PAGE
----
[10:50] He said, "Players aren't going to think that's cool! They're going to think they just wasted eight hours of their lives!" The project was canceled.
[10:51] The time when I realized that player psychology was not tied to rational thought was designing the battle system in Civilization Revolution.
[10:52] The game shows the odds of battle before the battle starts, and as a mathematician, he looks at a 3-to-1 battle rationally.
[10:53] Players don't think that way.
[10:53] Players will say, "I was in a 3-to-1 battle, and I lost!"
[10:53] "Well, statistically, you will lose every once in a while."
[10:53] "No! I had 3! That's big!"
[10:53] When the situation was reversed, he asked a player how he felt when he won a 1-to-3 odds battle.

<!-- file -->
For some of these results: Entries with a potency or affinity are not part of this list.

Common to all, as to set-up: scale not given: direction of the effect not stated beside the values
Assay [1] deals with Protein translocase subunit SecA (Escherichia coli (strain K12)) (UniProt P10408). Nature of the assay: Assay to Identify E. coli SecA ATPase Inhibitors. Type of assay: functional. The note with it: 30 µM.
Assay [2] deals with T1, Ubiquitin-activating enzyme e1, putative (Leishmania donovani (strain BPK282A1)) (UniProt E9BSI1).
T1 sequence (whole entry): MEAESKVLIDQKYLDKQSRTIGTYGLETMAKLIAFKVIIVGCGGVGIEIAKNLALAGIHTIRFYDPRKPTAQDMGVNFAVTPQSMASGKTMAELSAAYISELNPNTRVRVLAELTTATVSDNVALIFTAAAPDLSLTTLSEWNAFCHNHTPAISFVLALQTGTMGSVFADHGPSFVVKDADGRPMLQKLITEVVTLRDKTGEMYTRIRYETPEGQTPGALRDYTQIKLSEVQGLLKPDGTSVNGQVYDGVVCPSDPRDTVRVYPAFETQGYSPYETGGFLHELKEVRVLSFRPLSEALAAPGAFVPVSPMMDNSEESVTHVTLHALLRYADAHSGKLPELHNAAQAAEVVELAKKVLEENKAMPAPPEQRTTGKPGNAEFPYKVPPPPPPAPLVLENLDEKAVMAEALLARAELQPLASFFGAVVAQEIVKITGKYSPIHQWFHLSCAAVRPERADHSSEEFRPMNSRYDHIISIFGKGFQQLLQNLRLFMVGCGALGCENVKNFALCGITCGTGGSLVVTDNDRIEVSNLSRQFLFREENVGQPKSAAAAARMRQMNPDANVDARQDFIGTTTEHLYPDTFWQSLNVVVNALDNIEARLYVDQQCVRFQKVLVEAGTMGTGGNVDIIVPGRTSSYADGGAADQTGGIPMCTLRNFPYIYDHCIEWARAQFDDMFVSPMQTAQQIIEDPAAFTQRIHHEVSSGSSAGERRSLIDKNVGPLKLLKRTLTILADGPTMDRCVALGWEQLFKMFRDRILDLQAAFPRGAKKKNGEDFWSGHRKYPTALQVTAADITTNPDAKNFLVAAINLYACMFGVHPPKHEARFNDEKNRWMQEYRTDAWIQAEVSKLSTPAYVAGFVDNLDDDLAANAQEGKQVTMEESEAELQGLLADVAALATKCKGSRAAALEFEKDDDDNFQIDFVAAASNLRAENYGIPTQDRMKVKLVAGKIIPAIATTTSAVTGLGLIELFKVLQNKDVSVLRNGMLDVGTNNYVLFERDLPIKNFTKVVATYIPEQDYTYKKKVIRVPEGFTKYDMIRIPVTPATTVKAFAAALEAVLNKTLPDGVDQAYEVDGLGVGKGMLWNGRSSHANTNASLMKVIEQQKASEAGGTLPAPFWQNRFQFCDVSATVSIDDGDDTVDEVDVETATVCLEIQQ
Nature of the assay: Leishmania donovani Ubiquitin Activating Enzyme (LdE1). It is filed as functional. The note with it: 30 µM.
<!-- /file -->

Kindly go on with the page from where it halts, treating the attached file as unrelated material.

[10:53] "Don't you feel that's wrong?" asked Meier.
[10:54] "No, not at all! I did everything right," said the player.
[10:55] He also found players were fine losing 2-to-1 battles, but would freak out when they lost 20-to-10 battles. "I had 10 more! It's not fair!"
[10:55] Players would also complain about losing two 2-to-1 battles back to back, so Civilization games now take into account past battles.
[10:57] Meier admits all these psychological concepts are counterintuitive, but they are important.
[10:57] Now Meier is going over his past mistakes in a section called "my bad."
[10:58] The first Civilization was real time, but Meier found that this made players more of a observer than a player.